Handmade or Homemade?

One of the things I’ve come to think about during Me-Made-May is how to make my clothes look less homemade. For me there are plenty of things that go into a garment looking too homemade, or Becky home-ecy as Michael Kors would say during a Project Runway judging. Fit, fabric, style and finishing are just a few. As I this year have begun working more with fit, I also need to work on the other aspects to bring my whole look together and make a wardrobe that works, without looking too homemade.

Reading other posts and tips in the subject it was stated that there’s also a difference in looking homemade and handmade. I don’t mind my clothes looking handmade, but if I’m asked the question “Did you make that?” it should be because it looks superior to RTW, not inferior.

For Me-Made-May I make myself look objectively at my garments, anything I don’t find up to par will go. Must go. I should show no mercy just because I made it. Some examples from my very own wardrobe on looking homemade vs. handmade.

Polka Dot Skirt

Burdastyle Vanessa, sewn 2008
Handmade or homemade:
Homemade
Reason: Bad fabric and pattern combination. Fabric is too lightweight and doesn’t hold the pleats well. The pleats aren’t properly sewn down neither is the belt. Pleats in back look sloppy and definitely not something you’d find in RTW.
Midnight Sun Skirt and Top

Self-drafted skirt. Sömnadsmagasin XX for top
Handmade or homemade:
Handmade
Reason: Quality fabric, suitable for the garments (poplin). Well-fitting garments. Don’t look RTW as they aren’t looks you’d find in retail, but don’t look homemade as the fabric works and looks finished.

I have learnt plenty during my 8 years as a hobby sewist, plus my standards have increased. What I was proud of six years ago I wouldn’t be proud of today. We all grow and I intend to learn from everything I make, including the mistakes. I’m still proud of most of my makes, even though some so not represent my skills or taste today. Had I made the Polka Dot Skirt above today it would have awful, but when I made it I made it with my best abilities and knowledge. This was before I started finding the online sewing community and really before it boomed and I didn’t have thousands of resources to research fabrics or techniques.

Today I wish for my clothes to look handmade and well-made. Personal and unique. Something you would want to buy in a store (but probably couldn’t afford due to the fact that it is custom-made) in regards of fabric choice, style and finishing. I don’t want to copy RTW and trends, I want to make clothes for me, stuff that fits me and my style, but pay extra attention to fabric and pattern matching, finishing, style of fabric. My clothes should be better than RTW.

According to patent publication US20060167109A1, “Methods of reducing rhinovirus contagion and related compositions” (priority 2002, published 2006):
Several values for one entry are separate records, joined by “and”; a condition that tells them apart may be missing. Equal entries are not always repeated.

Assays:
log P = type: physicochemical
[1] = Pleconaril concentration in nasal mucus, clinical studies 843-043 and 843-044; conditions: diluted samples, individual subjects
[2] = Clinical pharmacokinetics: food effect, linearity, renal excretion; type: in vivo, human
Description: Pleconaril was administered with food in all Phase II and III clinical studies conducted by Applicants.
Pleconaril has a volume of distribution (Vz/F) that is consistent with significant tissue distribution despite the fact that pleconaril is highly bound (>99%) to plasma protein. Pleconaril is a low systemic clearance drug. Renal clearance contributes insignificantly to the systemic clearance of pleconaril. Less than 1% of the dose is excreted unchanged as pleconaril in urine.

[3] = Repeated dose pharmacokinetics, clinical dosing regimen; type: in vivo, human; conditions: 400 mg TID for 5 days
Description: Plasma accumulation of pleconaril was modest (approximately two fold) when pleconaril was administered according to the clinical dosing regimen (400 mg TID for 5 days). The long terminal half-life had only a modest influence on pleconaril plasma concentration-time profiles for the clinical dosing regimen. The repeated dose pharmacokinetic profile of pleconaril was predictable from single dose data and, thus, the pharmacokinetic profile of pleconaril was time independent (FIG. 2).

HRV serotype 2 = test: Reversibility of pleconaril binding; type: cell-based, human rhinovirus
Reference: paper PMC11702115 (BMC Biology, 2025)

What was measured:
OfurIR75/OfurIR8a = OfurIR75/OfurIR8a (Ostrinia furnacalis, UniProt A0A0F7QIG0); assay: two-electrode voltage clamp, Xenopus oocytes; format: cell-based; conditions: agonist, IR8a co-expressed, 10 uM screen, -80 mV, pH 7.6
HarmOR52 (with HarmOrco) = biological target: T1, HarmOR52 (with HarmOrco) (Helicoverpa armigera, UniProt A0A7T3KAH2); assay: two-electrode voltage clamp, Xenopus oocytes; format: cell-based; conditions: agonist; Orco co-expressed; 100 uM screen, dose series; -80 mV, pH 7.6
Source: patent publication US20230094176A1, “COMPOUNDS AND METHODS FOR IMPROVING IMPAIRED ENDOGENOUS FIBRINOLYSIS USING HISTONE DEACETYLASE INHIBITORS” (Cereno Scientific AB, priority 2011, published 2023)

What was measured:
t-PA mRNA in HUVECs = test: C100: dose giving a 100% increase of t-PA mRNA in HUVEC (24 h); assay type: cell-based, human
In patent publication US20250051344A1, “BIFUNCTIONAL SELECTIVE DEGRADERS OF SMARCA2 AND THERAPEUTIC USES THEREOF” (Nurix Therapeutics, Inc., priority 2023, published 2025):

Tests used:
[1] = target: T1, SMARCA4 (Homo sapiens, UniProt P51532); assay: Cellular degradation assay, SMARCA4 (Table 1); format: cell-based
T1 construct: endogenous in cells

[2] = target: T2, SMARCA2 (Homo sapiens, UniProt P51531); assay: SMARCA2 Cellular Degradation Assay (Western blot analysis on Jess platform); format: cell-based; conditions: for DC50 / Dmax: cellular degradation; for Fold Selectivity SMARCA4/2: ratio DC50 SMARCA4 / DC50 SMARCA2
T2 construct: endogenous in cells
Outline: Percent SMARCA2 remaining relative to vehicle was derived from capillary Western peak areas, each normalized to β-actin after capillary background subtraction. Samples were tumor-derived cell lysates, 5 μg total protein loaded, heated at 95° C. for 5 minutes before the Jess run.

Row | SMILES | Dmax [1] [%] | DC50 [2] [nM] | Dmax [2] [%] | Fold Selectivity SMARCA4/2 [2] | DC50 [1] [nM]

Further reading (don’t forget to read the comments, lots of tips there):
Sewaholic: How Do You Make Your Sewing Projects Look Less Home-Made?
Megan Nielsen: How To Aviod Your Creations Looking Handmade

Is there a difference in looking homemade or handmade? What do you think characterize a wellmade garment?

4 thoughts on “Handmade or Homemade?

  1. I think well made garment is made in suitable weight material, has balanced proportions, good fit and well executed finishes. Such garment can be made at home, by hand or both. I think when garments are referred to as “home made” we imagine a sloppy something made in a strange fabric, unsuitable for the project, but with the quality of factory made clothes dropping, the tables might turn.

    • I agree with you. With handmade I meant that my hands have created the garment, possibly with the help of my sewing machine. I definitely strive for wellmade garments, but I wanted to distinguish that handmade clothes were made by me. Homemade sounds a bit degoratory and not something I want my clothes referred to.

  2. I like it when my friends ask me if I’ve made something, because they know that I sew. But with other people it’s much nicer if they compliment me on my clothes and I can tell them I made them myself (and usually surprise them).

Leave a Reply

Fill in your details below or click an icon to log in:

WordPress.com Logo

You are commenting using your WordPress.com account. Log Out / Change )

Twitter picture

You are commenting using your Twitter account. Log Out / Change )

Facebook photo

You are commenting using your Facebook account. Log Out / Change )

Google+ photo

You are commenting using your Google+ account. Log Out / Change )

Connecting to %s